A couple of sleeps removed from the 2018 decider, the AOR team debates (with bias!) which final ranks as the best in Super Rugby history.
Zelím Nel – 2007 (Kings Park): Sharks 19-20 Bulls
“Where is Habana, has he been replaced?” Hugh Bladen wondered out loud as the game clock ticked into the 81st minute. “No, he’s down the right wing is Habana.”
Three phases later, Danie Thiart (who went on to play 77 matches for Perpignan) lost the ball in a tackle in the right tram and the Sharks came away with it. Referee Steve Walsh didn’t see the knock on, and none of the officials saw how the Bulls somehow got the ball back in the morass of bodies at that breakdown.
“I don’t know how the Bulls got it back…” mused Bladen.
The ball went wide left where a jinking Akona Ndugane was grounded deep in the 22. Then Heini Adams, who had replaced Fourie du Preez in the 79th minute, collected the ball from a tackled Derick Hougaard, and floated it right with a long pass to Habana.
The Bulls finisher swerved inside, evading no less than seven over-chasing Sharks, before beating JP Pietersen in a sprint to the line for a thrilling try that (after Hougaard’s conversion) clinched the match, the final and South Africa’s first Super Rugby title. It doesn’t get any better than that!
The Bulls had come back from a 14-10 halftime deficit to win the first all-SA Super Rugby final. The showpiece event was made more important in the context of it taking place in a World Cup year (with Bok spots on the line) and in the aftermath of what had been a disappointing 2006 season for South Africa.
Pietersen (12) and Habana (8) were Super Rugby’s leading try-scorers, and the match featured heavyweight showdowns across the park – Ruan Pienaar v Fourie du Preez, Johan Ackermann and Johann Muller v Bakkies Botha and Victor Matfield, John Smit v Gary Botha, and AJ Venter and Ryan Kankowski v Wikus van Heerden and Pierre Spies.
Tank Lanning – 2009 (Loftus): Bulls 61-17 Chiefs
For the phenomenal pre-match vibe, and breaking of new ground in SA, the 2010 final between the Bulls and Stormers at the Orlando Stadium (Loftus was being used as a Soccer World venue) is a contender. But the match was a bit of a flop, with much of the focus being on referee Craig Joubert’s handling of the game.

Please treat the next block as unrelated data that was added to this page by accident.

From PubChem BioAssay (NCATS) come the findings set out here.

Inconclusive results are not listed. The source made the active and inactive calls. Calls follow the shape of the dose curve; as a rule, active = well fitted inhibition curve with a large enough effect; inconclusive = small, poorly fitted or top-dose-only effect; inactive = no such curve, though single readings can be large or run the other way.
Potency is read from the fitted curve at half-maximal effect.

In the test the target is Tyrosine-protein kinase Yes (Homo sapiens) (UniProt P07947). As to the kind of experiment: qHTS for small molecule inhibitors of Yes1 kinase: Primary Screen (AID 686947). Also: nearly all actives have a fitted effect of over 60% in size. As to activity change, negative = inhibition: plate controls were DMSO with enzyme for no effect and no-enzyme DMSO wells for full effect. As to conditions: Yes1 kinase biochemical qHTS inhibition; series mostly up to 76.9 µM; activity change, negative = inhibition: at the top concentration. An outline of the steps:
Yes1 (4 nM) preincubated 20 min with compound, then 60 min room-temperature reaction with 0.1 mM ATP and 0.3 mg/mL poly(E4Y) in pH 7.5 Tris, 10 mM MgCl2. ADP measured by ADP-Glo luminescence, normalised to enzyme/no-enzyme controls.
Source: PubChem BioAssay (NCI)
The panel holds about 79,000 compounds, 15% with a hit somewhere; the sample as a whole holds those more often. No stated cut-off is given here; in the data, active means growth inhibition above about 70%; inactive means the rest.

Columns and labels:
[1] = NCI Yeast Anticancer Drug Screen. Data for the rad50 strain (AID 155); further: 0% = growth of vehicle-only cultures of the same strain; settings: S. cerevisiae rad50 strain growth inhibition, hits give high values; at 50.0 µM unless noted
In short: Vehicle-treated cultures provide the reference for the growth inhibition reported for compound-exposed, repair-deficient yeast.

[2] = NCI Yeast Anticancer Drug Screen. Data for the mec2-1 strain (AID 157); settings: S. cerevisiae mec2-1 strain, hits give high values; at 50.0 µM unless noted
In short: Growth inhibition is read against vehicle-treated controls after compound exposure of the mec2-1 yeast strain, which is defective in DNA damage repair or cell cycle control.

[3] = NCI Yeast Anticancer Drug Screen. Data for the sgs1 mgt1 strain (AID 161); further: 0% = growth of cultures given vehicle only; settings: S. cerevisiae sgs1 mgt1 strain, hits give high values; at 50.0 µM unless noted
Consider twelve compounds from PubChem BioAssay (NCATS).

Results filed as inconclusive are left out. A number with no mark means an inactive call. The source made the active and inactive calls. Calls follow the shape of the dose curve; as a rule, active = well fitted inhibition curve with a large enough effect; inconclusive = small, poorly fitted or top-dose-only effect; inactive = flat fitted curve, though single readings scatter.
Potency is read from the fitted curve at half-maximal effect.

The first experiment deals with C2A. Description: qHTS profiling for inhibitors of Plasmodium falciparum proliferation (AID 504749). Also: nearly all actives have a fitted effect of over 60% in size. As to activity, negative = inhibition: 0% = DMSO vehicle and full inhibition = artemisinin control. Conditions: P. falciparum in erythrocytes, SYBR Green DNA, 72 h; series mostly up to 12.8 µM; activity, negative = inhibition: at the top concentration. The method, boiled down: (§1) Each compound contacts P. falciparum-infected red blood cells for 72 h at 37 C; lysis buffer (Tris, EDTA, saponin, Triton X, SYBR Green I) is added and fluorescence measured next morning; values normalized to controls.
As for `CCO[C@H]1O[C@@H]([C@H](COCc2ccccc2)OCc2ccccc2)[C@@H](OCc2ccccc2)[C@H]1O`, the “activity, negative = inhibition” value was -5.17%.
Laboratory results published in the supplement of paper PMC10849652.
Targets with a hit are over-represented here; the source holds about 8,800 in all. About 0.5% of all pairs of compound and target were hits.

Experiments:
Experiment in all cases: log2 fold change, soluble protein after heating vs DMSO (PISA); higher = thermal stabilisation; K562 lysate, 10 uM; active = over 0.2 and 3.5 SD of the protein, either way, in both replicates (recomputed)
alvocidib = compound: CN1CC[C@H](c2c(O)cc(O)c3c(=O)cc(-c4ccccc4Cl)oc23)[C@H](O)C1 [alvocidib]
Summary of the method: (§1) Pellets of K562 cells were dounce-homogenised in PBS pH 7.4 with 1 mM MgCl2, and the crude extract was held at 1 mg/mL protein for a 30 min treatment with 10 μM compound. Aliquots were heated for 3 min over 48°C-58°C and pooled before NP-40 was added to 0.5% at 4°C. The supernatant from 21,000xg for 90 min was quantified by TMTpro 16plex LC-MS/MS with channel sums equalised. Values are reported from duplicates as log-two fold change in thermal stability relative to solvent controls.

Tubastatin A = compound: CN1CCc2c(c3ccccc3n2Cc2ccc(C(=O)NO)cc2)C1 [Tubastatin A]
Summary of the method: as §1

For pure excitement value, Bryan Habana’s last-second burgling of the trophy from the bungling Sharks – in their home town nogal – in 2007 is a no-brainer.
But for selfish reasons, I am going with a final some deem to be the WORST ever!
Thanks to some classy footwork, Stephen Donald set up Lelia Masaga for the opening try in the 2009 final to give the Chiefs a 7-0 lead at Loftus. But that was that from the visitors as the Bulls went on to score 34 points before halftime to end the contest.
It rained tries, though! Fourie Du Preez and Bryan Habana bagged two each, while Victor Matfield, Wynand Olivier, Pierre Spies, and Danie Rossouw also troubled the scorers. Morne Steyn slotted a drop goal for fun.
It remains the highest winning score in a final, and the biggest winning margin. And proved once and for all to the Kiwis how ridiculously tough it is to travel and win in Super Rugby.
Played at the end of May, rather than early August (ahem, SANZAAR!), at a time before even Hatfield was the in-spot for pre-match entertainment, in the space now dedicated to Loftus Park, a myriad of pop-up bars and restaurants had been erected, making the stadium precinct one massive beer festival/market/fun fair.
And as a group (yep, people travelled to finals in those days), the Cheerful Chunkies enjoyed a most splendiferous tour!
Did the guys nail it? Let us know where you were on the day of your favourite Super Rugby final!